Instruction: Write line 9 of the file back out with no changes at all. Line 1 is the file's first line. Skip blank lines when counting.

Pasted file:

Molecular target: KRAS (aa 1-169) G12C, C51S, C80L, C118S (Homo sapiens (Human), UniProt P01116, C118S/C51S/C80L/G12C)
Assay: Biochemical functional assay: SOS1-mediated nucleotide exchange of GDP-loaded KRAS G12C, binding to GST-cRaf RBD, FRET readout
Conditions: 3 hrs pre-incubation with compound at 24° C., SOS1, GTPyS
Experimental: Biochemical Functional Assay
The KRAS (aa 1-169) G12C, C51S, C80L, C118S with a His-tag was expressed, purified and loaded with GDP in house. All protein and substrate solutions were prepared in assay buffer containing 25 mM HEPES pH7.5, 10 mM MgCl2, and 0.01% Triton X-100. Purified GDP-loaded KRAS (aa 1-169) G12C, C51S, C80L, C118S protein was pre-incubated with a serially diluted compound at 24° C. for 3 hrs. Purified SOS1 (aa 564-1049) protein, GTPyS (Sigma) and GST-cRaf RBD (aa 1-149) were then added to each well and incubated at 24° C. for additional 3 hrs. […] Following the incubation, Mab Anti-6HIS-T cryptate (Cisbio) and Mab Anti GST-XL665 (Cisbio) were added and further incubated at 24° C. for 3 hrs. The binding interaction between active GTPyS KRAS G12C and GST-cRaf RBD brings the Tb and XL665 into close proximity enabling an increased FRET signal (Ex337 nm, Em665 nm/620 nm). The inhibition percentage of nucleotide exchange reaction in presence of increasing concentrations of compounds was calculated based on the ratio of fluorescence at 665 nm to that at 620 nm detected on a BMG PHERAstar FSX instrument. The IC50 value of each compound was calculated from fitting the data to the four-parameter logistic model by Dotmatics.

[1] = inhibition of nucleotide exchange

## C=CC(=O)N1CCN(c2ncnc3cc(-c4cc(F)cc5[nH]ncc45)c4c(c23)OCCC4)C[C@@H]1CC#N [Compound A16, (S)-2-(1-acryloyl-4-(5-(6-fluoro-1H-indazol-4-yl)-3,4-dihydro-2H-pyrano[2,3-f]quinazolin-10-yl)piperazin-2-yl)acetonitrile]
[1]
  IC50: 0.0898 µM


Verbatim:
  IC50: 0.0898 µM